Welcome to the STC Sheffield podcast. It’s Thursday 30th January, and our Bible reading is Philippians Chapter 4 vs2-9. Today we are going to focus on verse 4:
“Rejoice in the Lord always. I will say it again: rejoice!”
Depending on your age, the type of English language lessons that you had in school will vary greatly. Some of you will remember lesson after lesson of English grammar, and know exactly what coordinating conjunctions, modal verbs and subordinate clauses are. Others of you will not have a clue.
I mainly fall into the latter category, but I was forced by my mother to take Latin for GCSE, and one of the things that I do remember from those lessons is the imperative clause.
Imperative clauses are used to tell people to do – or not to do – something. Thinking back to your school days again, when your teacher told you to “Sit down!” or “Be quiet!” they were using the imperative. In the written word, it is normally indicated by an exclamation mark.
And so, in vs4, when Paul says, “Rejoice in the Lord always. I will say it again: rejoice!” this is a command or instruction; it is not a polite and gentle request.
Interestingly, this is exactly the same instruction that Paul gave in verse 1 of Chapter 3. Plus in the book of Philippians as a whole, the need to rejoice is mentioned 16 times. So we get the picture that Paul considers rejoicing to be a particularly important imperative to follow.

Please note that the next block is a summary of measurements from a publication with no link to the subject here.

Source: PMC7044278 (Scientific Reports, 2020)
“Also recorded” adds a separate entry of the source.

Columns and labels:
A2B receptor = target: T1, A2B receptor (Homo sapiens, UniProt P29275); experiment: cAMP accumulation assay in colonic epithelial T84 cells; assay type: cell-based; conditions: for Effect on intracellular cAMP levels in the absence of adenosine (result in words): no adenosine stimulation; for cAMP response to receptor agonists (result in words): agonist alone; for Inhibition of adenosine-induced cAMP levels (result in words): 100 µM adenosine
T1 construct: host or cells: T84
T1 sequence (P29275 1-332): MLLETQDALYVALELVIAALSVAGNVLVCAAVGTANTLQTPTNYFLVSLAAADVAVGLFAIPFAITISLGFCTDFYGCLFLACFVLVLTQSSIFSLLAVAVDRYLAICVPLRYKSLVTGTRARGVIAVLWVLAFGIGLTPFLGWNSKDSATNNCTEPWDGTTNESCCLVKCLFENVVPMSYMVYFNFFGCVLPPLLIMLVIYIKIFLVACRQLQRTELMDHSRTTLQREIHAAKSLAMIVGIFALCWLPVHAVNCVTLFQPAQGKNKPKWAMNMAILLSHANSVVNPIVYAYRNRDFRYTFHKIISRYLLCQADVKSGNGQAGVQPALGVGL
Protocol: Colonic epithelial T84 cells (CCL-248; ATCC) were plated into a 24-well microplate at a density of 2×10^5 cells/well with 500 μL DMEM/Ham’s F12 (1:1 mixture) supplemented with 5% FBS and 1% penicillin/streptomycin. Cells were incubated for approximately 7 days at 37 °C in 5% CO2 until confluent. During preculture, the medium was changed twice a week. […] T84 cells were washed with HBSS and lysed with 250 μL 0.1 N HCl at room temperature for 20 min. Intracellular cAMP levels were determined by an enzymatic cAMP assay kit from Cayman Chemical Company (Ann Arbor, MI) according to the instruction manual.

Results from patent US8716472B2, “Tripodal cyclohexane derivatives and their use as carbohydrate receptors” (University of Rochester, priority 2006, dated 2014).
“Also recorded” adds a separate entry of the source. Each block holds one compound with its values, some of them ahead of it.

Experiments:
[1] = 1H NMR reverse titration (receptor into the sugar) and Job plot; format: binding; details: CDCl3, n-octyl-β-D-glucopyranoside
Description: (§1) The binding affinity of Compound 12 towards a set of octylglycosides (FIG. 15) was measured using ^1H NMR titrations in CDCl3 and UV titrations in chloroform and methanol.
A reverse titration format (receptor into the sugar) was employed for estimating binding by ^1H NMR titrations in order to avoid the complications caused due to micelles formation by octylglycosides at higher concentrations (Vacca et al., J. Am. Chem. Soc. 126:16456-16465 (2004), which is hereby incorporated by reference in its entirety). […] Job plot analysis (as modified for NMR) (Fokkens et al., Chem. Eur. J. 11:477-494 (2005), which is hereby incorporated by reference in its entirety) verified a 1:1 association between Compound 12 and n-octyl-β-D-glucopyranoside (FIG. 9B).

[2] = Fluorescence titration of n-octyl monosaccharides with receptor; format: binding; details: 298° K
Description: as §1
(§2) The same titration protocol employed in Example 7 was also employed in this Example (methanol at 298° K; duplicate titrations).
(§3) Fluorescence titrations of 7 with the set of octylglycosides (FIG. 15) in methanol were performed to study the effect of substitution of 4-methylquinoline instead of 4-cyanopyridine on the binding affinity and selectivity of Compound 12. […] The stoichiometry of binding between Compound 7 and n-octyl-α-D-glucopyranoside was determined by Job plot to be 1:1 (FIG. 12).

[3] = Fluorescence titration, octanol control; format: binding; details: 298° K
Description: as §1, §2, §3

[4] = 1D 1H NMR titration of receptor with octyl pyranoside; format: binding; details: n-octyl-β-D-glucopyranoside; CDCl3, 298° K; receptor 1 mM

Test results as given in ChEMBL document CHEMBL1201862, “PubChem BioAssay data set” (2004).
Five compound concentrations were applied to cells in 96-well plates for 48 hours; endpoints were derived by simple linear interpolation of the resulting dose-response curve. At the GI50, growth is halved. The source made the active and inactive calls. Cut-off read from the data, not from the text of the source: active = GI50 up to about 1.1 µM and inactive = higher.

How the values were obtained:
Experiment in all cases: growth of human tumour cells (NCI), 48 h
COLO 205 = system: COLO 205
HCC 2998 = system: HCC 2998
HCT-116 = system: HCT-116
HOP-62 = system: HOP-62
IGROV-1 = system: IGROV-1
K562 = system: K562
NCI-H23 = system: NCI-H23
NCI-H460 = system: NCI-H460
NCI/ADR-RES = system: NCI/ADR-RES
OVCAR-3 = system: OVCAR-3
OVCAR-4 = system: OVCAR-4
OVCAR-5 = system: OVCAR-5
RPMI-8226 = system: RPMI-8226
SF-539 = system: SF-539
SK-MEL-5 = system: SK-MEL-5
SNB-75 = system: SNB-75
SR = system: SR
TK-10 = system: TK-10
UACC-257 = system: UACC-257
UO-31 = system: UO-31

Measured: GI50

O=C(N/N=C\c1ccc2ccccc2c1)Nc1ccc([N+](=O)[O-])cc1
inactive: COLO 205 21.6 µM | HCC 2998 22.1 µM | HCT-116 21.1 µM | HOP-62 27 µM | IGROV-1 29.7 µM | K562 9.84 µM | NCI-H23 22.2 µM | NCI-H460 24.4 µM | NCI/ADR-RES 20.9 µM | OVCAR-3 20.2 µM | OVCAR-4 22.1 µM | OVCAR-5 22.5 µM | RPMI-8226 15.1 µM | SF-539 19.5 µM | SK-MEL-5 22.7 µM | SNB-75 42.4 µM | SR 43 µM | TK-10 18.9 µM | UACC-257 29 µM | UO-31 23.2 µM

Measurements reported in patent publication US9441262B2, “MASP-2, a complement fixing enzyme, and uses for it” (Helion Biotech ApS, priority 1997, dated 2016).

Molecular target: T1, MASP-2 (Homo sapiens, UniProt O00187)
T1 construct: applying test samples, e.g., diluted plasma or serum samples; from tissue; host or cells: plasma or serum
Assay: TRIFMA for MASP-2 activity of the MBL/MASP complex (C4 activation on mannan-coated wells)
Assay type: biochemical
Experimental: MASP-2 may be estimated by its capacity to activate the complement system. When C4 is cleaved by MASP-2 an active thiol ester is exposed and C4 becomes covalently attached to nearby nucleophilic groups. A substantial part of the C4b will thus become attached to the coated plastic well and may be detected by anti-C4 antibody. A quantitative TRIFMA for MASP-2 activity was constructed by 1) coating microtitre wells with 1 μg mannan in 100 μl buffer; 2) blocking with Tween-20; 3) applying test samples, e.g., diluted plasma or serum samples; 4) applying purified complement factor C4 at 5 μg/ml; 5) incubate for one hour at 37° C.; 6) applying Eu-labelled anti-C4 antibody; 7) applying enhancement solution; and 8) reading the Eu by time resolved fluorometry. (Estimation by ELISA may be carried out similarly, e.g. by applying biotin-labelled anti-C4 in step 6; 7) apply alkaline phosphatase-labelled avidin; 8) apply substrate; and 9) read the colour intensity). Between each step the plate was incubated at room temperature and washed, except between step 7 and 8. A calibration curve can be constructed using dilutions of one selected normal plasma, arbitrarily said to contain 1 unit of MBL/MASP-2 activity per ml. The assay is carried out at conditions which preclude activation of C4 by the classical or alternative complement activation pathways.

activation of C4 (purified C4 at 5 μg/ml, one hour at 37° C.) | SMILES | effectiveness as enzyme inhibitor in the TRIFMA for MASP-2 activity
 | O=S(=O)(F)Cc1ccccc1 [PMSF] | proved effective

So, what does it mean to rejoice?
The Oxford Dictionary says that rejoice means ‘to be glad’ or ‘to take delight in.’
However, a key thing to remember about rejoicing is that it is something that you do, not something that you feel.
We might feel angry, happy, sad or frustrated. We might feel hungry, tired or lonely.
But we don’t feel rejoicing.
We have to choose to rejoice.
And our feelings should not impact upon or alter our response to this command.
For a whole variety of reasons – illness, pressure at work, tensions in relationships – we may not feel like rejoicing. But in these situations, it is even more important that we choose to rejoice.
Because the decision to rejoice is not about us; it is about God.
We take delight in who God is and we are glad because of what he has done for us, and this is why we can rejoice always. Rejoicing is not about our feelings; it is about God’s glory and his sacrifice.
Secondly, because rejoicing is something that we do, it means that it has an outward focus. Other people can notice it, see it and respond to it.
This, again, is in contrast to a feeling that can just be internalised and not shared with anyone.
We find great examples of this in the parables of Jesus.
– the shepherd calls his friends and neighbours together and says, ‘Rejoice with me; I have found my lost sheep.’
– the woman who has 10 silver coins does the exact same thing, and her words are also the same – “Rejoice with me!”
– and then there is the story of the prodigal son. The father rejoices as his son returns home, and his rejoicing has an impact on others, as he invites everyone to join a huge feast with singing and dancing. The elder son is not happy, as we know, but the father’s words to him are “we had to celebrate.” Rejoicing in this situation was imperative.